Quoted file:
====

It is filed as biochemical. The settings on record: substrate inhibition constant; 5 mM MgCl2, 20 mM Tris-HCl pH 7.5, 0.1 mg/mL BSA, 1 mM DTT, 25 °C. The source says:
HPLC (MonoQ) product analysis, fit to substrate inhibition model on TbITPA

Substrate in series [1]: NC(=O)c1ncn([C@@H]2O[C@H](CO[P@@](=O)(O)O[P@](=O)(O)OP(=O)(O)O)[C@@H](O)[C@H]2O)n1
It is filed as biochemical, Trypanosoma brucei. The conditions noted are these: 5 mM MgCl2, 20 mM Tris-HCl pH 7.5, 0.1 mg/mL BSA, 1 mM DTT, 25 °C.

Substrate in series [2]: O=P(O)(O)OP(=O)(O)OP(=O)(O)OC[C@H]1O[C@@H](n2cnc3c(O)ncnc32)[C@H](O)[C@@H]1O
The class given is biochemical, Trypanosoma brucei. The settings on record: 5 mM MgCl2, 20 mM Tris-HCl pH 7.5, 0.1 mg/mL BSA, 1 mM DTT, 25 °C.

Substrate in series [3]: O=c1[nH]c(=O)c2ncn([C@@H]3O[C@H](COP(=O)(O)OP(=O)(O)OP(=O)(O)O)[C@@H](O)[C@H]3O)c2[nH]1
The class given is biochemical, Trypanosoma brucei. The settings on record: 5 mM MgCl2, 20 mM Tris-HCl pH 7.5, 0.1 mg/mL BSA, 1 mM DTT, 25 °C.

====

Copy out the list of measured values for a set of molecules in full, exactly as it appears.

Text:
It is filed as biochemical. The settings on record: substrate inhibition constant; 5 mM MgCl2, 20 mM Tris-HCl pH 7.5, 0.1 mg/mL BSA, 1 mM DTT, 25 °C. The source says:
HPLC (MonoQ) product analysis, fit to substrate inhibition model on TbITPA

Substrate in series [1]: NC(=O)c1ncn([C@@H]2O[C@H](CO[P@@](=O)(O)O[P@](=O)(O)OP(=O)(O)O)[C@@H](O)[C@H]2O)n1
It is filed as biochemical, Trypanosoma brucei. The conditions noted are these: 5 mM MgCl2, 20 mM Tris-HCl pH 7.5, 0.1 mg/mL BSA, 1 mM DTT, 25 °C.

Substrate in series [2]: O=P(O)(O)OP(=O)(O)OP(=O)(O)OC[C@H]1O[C@@H](n2cnc3c(O)ncnc32)[C@H](O)[C@@H]1O
The class given is biochemical, Trypanosoma brucei. The settings on record: 5 mM MgCl2, 20 mM Tris-HCl pH 7.5, 0.1 mg/mL BSA, 1 mM DTT, 25 °C.

Substrate in series [3]: O=c1[nH]c(=O)c2ncn([C@@H]3O[C@H](COP(=O)(O)OP(=O)(O)OP(=O)(O)O)[C@@H](O)[C@H]3O)c2[nH]1
The class given is biochemical, Trypanosoma brucei. The settings on record: 5 mM MgCl2, 20 mM Tris-HCl pH 7.5, 0.1 mg/mL BSA, 1 mM DTT, 25 °C.